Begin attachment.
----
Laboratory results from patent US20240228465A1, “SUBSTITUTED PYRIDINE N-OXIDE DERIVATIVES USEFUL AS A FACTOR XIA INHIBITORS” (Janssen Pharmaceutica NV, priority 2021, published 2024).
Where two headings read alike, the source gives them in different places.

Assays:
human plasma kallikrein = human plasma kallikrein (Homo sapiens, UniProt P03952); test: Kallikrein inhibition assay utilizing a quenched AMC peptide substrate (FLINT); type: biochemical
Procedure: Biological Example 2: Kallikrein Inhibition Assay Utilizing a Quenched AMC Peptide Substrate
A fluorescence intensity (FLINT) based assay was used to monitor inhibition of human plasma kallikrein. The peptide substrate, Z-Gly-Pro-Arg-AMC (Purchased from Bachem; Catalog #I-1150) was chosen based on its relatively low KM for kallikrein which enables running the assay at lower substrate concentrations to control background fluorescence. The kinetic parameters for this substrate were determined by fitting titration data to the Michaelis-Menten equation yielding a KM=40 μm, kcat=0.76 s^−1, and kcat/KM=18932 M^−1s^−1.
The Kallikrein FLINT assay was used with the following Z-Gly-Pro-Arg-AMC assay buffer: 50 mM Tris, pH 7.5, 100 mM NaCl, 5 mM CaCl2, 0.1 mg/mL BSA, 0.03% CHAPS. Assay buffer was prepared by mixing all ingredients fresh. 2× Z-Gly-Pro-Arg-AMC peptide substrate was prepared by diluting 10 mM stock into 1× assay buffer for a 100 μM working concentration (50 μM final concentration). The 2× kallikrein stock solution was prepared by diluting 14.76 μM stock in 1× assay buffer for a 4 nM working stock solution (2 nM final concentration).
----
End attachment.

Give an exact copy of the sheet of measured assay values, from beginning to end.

Laboratory results from patent US20240228465A1, “SUBSTITUTED PYRIDINE N-OXIDE DERIVATIVES USEFUL AS A FACTOR XIA INHIBITORS” (Janssen Pharmaceutica NV, priority 2021, published 2024).
Where two headings read alike, the source gives them in different places.

Assays:
human plasma kallikrein = human plasma kallikrein (Homo sapiens, UniProt P03952); test: Kallikrein inhibition assay utilizing a quenched AMC peptide substrate (FLINT); type: biochemical
Procedure: Biological Example 2: Kallikrein Inhibition Assay Utilizing a Quenched AMC Peptide Substrate
A fluorescence intensity (FLINT) based assay was used to monitor inhibition of human plasma kallikrein. The peptide substrate, Z-Gly-Pro-Arg-AMC (Purchased from Bachem; Catalog #I-1150) was chosen based on its relatively low KM for kallikrein which enables running the assay at lower substrate concentrations to control background fluorescence. The kinetic parameters for this substrate were determined by fitting titration data to the Michaelis-Menten equation yielding a KM=40 μm, kcat=0.76 s^−1, and kcat/KM=18932 M^−1s^−1.
The Kallikrein FLINT assay was used with the following Z-Gly-Pro-Arg-AMC assay buffer: 50 mM Tris, pH 7.5, 100 mM NaCl, 5 mM CaCl2, 0.1 mg/mL BSA, 0.03% CHAPS. Assay buffer was prepared by mixing all ingredients fresh. 2× Z-Gly-Pro-Arg-AMC peptide substrate was prepared by diluting 10 mM stock into 1× assay buffer for a 100 μM working concentration (50 μM final concentration). The 2× kallikrein stock solution was prepared by diluting 14.76 μM stock in 1× assay buffer for a 4 nM working stock solution (2 nM final concentration).